Isn’t it funny how a tree can produce a lifetime memories. Every year I order seedlings from the Missouri Department of Conservation to plant on the farm and the day we get to plant them is one of my favorite days of the year. Last year I was able to have the whole family involved but this year the ground was still frozen when they arrived so I had to wait a few days to plant them. This meant I would not be able to take the boys with me. It would just be dad, grandpa and myself left to get the work done!
I have a thing for pine trees and evergreens so the majority of the seedlings were loblolly pines and Norway spruce; fast-growing but seedlings nonetheless. It is going to take a lot of years before the pine grove I am working to create will be tall enough to block out the sun as we walk through it. The same can be said for the white oak seedlings. Deer and turkey LOVE white oak acorns but I reckon my boys will be my age or older before these trees are big enough to hang a proper tree stand in them.
As grandpa helped me create a future windbreak with some spruce seedlings on the east side of the cattle pen the realization crept in that he will never get to see the work he is doing come to fruition. At 79 the old man still moves like a cat through the woods but I can tell that time is catching him as it does for all. I don’t think it helped that a few weeks ago, my aunt gave me a large stack of pictures of me when I was a baby up to about age 9; the same age range my boys are now. My boys are the spitting image of me when I was younger and to see all of those people, most now gone, holding and playing with me got me a little choked up. Mainly because I have pictures of relatives and loved ones playing with my kids who are now gone. I call it the changing of the guard but honestly, I have a hard time seeing myself as a leader in the family; a person the younger ones follow and look up to.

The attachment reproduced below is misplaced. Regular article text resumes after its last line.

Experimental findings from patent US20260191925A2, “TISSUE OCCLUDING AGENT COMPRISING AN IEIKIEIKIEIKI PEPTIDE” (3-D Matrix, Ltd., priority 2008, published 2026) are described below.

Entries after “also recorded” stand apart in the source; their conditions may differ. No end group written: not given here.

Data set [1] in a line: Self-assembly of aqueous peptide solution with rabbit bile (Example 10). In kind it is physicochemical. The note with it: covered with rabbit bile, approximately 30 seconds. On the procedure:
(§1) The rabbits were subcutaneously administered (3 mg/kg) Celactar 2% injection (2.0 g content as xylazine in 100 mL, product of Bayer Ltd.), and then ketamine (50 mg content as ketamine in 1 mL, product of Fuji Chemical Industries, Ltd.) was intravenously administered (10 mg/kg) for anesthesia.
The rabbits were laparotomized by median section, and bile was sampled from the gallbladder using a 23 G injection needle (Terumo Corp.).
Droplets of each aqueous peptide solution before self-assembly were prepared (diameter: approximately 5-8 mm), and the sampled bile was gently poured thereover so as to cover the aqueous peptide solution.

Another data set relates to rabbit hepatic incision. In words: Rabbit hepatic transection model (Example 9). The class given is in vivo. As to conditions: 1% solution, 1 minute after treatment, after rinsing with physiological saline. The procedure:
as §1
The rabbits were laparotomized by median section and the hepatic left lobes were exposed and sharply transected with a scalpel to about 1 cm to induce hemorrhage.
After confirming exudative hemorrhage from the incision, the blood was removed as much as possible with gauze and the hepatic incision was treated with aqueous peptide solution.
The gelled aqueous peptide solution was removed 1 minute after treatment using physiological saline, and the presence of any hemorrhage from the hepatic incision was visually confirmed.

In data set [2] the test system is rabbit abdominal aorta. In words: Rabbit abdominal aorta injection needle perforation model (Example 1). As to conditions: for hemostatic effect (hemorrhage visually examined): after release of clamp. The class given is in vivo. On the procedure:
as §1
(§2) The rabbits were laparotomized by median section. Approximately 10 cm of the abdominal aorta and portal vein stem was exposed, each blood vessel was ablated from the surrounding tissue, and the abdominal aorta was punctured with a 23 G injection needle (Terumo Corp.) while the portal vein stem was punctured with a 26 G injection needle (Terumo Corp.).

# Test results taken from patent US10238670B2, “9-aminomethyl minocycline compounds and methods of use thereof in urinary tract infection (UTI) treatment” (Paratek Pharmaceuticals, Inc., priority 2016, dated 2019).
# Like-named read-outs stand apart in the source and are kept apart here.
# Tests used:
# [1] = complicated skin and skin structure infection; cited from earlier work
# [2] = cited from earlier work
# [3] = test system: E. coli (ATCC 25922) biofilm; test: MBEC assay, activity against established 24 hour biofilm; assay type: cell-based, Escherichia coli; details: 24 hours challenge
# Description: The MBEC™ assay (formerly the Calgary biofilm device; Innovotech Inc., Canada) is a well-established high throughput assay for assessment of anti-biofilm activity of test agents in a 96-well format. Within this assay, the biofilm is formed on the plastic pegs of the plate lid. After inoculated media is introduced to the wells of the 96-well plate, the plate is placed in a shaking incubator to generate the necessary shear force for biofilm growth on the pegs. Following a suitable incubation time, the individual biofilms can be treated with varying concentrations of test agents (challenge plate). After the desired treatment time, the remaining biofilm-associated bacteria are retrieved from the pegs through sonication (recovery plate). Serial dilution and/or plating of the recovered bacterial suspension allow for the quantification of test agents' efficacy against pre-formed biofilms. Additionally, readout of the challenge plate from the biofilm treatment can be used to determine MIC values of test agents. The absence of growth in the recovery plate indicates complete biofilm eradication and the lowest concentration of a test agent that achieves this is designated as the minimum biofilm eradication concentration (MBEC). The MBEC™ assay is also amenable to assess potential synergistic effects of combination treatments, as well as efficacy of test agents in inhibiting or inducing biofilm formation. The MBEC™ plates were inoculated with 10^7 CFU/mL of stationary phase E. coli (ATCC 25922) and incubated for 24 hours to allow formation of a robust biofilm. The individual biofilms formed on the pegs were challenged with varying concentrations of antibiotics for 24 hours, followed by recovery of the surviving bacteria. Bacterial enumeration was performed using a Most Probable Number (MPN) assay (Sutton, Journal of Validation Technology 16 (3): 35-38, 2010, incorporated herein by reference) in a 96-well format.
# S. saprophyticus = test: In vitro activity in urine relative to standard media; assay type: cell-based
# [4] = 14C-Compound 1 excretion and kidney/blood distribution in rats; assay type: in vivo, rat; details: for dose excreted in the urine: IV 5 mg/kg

“Jeremy, I got old this winter. I don’t know how but I just woke up and felt old” Grandpa said as he dumped a fresh pile of dirt around a seedling I was cradling. My reply was “You planning on checking out anytime soon?” With a chuckle he said “No….I don’t want to go anywhere but you never know when your time is up.” I went back to planting then looked back up and said “You know I still haven’t gotten this all figured out; I need you to stick around a little longer” which garnered another chuckle.
Then still working on that seedling I told him about the stack of pictures and how it left me a little emotional looking at them. “You mean pictures of mom (grandma?)” “It was grandma and others that aren’t here anymore” I replied. “ I saw those pictures of me and can see my boys and I know that soon, many of those who are holding them in these photos will be gone as well.” It was at this point something happened that I still have trouble with around other people. Planting seedlings on the east side of the farm, I teared up.
I kept planting spruce trees and all of a sudden, he started to speak. “It’s gonna happen to all of us son. I suggest you look at those pictures again and look at how happy those folks were in them. Remember the good times, enjoy the time you have now and know that it’s part of life.” I’m not really sure what happened next or what was said, but this conversation was one of those that will produce a life moment. The kind of moment that will be forever burned in my memory and will be pivotal in how I speak to my children and grandchildren about life in the years to come when I am the old man at the end of the shovel.
I still don’t know the species of every oak tree like Grandpa does just by looking at the bark. I can’t fillet a fish as good or skin a deer as fast as he can and there are a whole lot of things I learn from him each and every time we are together. Whether there is still time for me to get the lion’s share of his knowledge or not remains to be seen. My goal right now is to take care of my new seedlings on the farm and give them the best chance to mature into tall, stately trees. It will be on that day, years from now when I can look at the trees I planted on that day and think of him.